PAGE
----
I wrote the following piece a few months after my father passed away in 1995. Since then, a great deal has changed, and a great deal has remained the same. A day seldom goes by that I don’t think about the place where I grew up, its sights, sounds, and smells. And a day seldom goes by that I don’t think about my father and how hard he worked, and how much he loved what he did.
Sundays, Far from Home
I’ve just closed the door of my work room behind me. It’s Sunday morning, and everyone is still asleep. The curtain is open. My room overlooks the street, which is empty except for a few puddles. The sky this morning is a light, uniform gray, and a soft rain is falling. Drops of water are clinging to the bare twigs of the dogwood tree outside my window. The light upon them makes them look like jewels. Five very tiny birds, with tails longer than their bodies, have settled near the top of the tree. The birds are so light, they haven’t shaken a single drop of water down.
All is quiet.
The quiet reminds me of Sunday mornings long ago, when I would waken to the sound of my father’s coffee pot perking on the stove, and to the faint strains of church music coming from his radio in the kitchen.
While inhaling the smell of coffee, I would go over the possibilities for the day. A few minutes later, with little or nothing decided, I would get up and join Dad in the kitchen.
What a moment. Quietly opening the door that separated the kitchen from the wash room, I’d enter my father’s Sunday morning world: a simple table surrounded by simple chairs, sunlight streaming through the east-facing window, the smell of coffee and toast, a chorus on the radio, and at the center of it all a man in jeans and work shirt who was so completely himself and so right with the world that you couldn’t help but feel lucky.
There must have been times when Dad would have preferred being alone, but if he did I was never made to feel it. It makes me wonder now how my own children feel about me when one or the other of them wanders out of their slumber and into my early morning world. They are welcome, to be sure, but every once in awhile I am unable to offer much of a greeting, because I’ve awakened with the certain feeling that to speak would be a crime against the silence, which seems so perfect and wondrous.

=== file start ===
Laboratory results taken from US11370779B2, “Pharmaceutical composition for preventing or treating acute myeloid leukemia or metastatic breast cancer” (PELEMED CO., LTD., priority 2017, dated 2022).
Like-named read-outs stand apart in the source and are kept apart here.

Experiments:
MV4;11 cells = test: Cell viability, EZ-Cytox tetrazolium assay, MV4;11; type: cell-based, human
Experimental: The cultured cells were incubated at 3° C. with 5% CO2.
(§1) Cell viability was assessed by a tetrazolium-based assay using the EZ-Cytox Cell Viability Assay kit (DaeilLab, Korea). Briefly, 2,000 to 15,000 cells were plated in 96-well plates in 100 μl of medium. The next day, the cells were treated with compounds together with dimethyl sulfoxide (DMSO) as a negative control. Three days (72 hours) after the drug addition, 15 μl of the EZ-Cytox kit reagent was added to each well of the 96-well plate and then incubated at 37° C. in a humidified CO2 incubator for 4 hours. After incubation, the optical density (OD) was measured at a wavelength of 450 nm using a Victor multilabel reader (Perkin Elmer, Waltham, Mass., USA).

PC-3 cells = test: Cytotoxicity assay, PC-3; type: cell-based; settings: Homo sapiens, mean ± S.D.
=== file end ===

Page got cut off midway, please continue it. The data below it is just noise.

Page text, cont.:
I feel that silence now.
I want to stop and listen.
I don’t want to miss anything.
And I feel as if my father will come walking up the street in just this next moment, with a shovel over his shoulder and a cigar in his mouth. He will come to my window and ask me what I am doing here in a strange room so far from home, and, for the life of me, I won’t know what to tell him. I can say that I am writing, and he will see the words here on the page, but that answer, the obvious answer, won’t be enough. It won’t be the one he is looking for, the one he needs to hear.
He will look at me and wait. He will look across the years and the miles, and, as he looks, the weeds and dust of home will settle in behind him, and through my open window I will smell the vineyard.
“Is your mother up yet?” he’ll say eventually.
“No,” I’ll say. “She hasn’t made a peep.”
“Well, she needs her rest. Don’t bother her.”
How can I tell him that Mom is no longer at home either, but living here in Salem, Oregon, even now looking out her own window at the gentle rain falling?
My father will turn to go.
“Do you want to come and check the water with me?” he’ll ask.
But I know it won’t be possible.
I can’t follow my father, any more than he is able to stay.
Also by William Michaelian
52 pages. Paper.
Another Song I Know
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